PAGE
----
Experts say expanding the money supply endangers healthy investment and is the root of the country’s inflation problem and skyrocketing housing prices.
Columnist Yu Fenghui once said that if the speed of total expansion of the money supply was synchronized with changes in the real economy (keeping the ratio of total money supply to GDP to around 1.5) then the total money supply equivalent to $12 trillion would have sufficed in China. However, the money supply now is far beyond this figure. The biggest victim of excessive money printing is the domestic consumer, says Yu.
By the end of 2012, China’s M2 measure of money supply was $15.7 trillion, the highest in the world, followed by the United States, with an M2 supply of $10.4 trillion. M2 money includes cash, as well as checking and saving account deposits.
China’s M2 supply increase has alarmed many economists. On April 11, the People’s Bank of China, announced that at the end of March, it had reached 103.6 trillion yuan ($16.7 trillion), 15.7 percent higher than the same time last year. China’s M2 was approximately $2.1 trillion in 2000, increasing to $2.6 trillion at the beginning of 2002. Currently, the supply has exceeded $16.7 trillion, which is six times the value 10 years ago.
Wu Fan, an independent commentator on contemporary Chinese affairs, believes that this increase is due to decisions made in support of Communist Party rule, and relates to China’s current economic development model.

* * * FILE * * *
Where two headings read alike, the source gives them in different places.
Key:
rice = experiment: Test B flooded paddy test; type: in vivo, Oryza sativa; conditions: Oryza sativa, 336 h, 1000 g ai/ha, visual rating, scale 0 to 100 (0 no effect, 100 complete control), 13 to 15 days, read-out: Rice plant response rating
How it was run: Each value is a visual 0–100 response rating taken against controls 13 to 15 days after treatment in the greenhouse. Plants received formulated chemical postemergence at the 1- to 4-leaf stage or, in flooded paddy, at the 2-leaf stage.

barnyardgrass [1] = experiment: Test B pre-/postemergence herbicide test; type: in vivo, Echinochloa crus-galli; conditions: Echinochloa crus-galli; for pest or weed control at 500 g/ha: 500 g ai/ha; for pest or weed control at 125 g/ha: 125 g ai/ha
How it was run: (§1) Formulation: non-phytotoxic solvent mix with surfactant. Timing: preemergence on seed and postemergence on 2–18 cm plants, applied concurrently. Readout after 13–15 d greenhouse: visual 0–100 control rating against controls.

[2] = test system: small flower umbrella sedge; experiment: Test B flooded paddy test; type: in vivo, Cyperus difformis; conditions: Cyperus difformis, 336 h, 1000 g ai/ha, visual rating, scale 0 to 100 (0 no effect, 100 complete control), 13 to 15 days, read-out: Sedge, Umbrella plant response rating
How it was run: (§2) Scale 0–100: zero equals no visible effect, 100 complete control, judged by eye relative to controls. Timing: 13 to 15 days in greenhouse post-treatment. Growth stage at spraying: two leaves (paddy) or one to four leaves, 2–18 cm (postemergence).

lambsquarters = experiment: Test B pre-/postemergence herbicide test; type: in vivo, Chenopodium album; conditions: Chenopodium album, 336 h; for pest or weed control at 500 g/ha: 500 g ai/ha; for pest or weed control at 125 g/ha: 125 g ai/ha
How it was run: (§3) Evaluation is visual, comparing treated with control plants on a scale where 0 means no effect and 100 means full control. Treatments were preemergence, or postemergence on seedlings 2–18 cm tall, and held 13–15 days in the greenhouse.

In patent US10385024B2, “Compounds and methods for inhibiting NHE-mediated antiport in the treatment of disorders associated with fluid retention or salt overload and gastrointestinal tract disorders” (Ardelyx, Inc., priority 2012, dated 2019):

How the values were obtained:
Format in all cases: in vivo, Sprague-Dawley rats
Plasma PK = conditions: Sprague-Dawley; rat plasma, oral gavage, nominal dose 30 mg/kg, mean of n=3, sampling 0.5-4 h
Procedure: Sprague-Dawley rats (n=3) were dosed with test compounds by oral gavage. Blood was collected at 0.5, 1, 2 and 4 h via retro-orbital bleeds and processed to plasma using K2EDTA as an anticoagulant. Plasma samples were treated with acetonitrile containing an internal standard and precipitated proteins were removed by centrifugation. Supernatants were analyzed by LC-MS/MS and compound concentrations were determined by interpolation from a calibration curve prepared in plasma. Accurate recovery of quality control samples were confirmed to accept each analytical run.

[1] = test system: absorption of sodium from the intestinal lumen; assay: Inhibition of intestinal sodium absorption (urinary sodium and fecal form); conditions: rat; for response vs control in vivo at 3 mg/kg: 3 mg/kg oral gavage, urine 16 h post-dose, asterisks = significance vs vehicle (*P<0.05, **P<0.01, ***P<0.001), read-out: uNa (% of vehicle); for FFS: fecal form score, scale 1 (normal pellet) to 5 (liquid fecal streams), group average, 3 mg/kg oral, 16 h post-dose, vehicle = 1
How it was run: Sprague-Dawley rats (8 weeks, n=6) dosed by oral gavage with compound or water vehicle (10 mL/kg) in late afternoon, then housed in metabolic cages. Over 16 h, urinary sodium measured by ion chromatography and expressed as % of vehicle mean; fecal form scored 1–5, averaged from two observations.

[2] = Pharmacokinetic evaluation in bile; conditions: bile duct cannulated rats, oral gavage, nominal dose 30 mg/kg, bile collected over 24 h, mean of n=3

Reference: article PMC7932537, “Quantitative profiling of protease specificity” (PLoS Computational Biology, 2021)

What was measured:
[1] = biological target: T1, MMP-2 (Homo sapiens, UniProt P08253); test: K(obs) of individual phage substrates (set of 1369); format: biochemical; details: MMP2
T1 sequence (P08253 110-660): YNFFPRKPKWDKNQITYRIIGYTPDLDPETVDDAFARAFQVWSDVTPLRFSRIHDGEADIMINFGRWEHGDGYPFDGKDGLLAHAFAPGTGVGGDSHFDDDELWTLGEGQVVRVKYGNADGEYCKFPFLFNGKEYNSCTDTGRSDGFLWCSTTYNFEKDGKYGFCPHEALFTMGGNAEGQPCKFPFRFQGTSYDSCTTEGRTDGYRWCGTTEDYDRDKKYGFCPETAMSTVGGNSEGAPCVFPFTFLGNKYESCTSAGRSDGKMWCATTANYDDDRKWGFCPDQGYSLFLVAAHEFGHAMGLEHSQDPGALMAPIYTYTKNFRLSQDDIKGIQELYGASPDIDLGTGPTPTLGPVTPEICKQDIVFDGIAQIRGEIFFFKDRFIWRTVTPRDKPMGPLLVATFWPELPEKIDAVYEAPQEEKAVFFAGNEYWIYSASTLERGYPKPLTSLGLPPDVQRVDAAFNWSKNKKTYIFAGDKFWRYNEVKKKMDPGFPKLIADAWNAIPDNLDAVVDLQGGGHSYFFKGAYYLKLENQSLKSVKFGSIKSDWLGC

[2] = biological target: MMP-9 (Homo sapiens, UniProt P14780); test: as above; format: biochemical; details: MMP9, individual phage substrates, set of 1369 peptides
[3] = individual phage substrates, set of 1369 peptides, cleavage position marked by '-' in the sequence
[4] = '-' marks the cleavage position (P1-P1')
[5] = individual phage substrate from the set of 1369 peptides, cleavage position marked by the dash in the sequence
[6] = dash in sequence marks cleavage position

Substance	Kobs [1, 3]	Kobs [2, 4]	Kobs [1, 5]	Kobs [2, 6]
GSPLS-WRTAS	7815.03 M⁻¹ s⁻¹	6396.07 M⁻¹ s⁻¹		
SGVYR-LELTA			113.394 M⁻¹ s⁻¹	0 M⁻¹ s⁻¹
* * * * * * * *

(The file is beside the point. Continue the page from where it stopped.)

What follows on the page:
“In the past 30 years, China has depended mostly on investment and exports to stimulate economic growth,” Wu said. “In the first 15 years, investment resulted in positive returns. In the following 15 years, the capital utilization rate was too low, so the funds were either lost in corruption or in various cost increases. The return on investment rate is so low right now that a two dollar investment results in only a one dollar return.”
Wu continued: “However, this money won’t generate any real profit, so the next year more investment money is needed. With the utilization rate getting lower by the year, it will only result in a greater crisis in the future.”
Wu believes that excessive money printing can reduce government debt, but is basically a massive tax, and will inevitably result in the prices of goods going up faster than wages. “Currently, China’s official numbers on inflation and GDP are not trustworthy,” he said.
Earlier this year, high-ranking Chinese officials discussed economic transformation several times, and acknowledged the economy will otherwise face a crisis.
According to Wu, however, interest groups in the Communist Party are in control of China’s financial levers, and are not wont to give up those perquisites.
Translation by Hsin-Yi Lin. Written in English by Carol Wickenkamp
Read the original Chinese article.